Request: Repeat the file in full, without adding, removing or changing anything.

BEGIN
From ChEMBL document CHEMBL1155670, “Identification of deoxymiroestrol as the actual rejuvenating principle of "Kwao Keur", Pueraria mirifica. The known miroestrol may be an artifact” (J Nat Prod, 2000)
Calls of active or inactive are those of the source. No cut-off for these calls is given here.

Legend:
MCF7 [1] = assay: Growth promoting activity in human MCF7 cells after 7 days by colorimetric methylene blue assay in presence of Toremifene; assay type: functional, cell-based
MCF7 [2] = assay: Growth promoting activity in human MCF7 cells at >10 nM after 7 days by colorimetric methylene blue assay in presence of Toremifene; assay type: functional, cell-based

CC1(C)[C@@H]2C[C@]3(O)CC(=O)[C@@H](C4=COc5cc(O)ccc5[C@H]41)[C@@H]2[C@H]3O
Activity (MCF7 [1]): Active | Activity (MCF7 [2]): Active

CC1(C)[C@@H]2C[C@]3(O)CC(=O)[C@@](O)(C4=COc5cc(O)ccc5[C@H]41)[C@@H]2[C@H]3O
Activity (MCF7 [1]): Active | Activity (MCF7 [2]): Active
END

From ChEMBL document CHEMBL1155670, “Identification of deoxymiroestrol as the actual rejuvenating principle of "Kwao Keur", Pueraria mirifica. The known miroestrol may be an artifact” (J Nat Prod, 2000)
Calls of active or inactive are those of the source. No cut-off for these calls is given here.

Legend:
MCF7 [1] = assay: Growth promoting activity in human MCF7 cells after 7 days by colorimetric methylene blue assay in presence of Toremifene; assay type: functional, cell-based
MCF7 [2] = assay: Growth promoting activity in human MCF7 cells at >10 nM after 7 days by colorimetric methylene blue assay in presence of Toremifene; assay type: functional, cell-based

CC1(C)[C@@H]2C[C@]3(O)CC(=O)[C@@H](C4=COc5cc(O)ccc5[C@H]41)[C@@H]2[C@H]3O
Activity (MCF7 [1]): Active | Activity (MCF7 [2]): Active

CC1(C)[C@@H]2C[C@]3(O)CC(=O)[C@@](O)(C4=COc5cc(O)ccc5[C@H]41)[C@@H]2[C@H]3O
Activity (MCF7 [1]): Active | Activity (MCF7 [2]): Active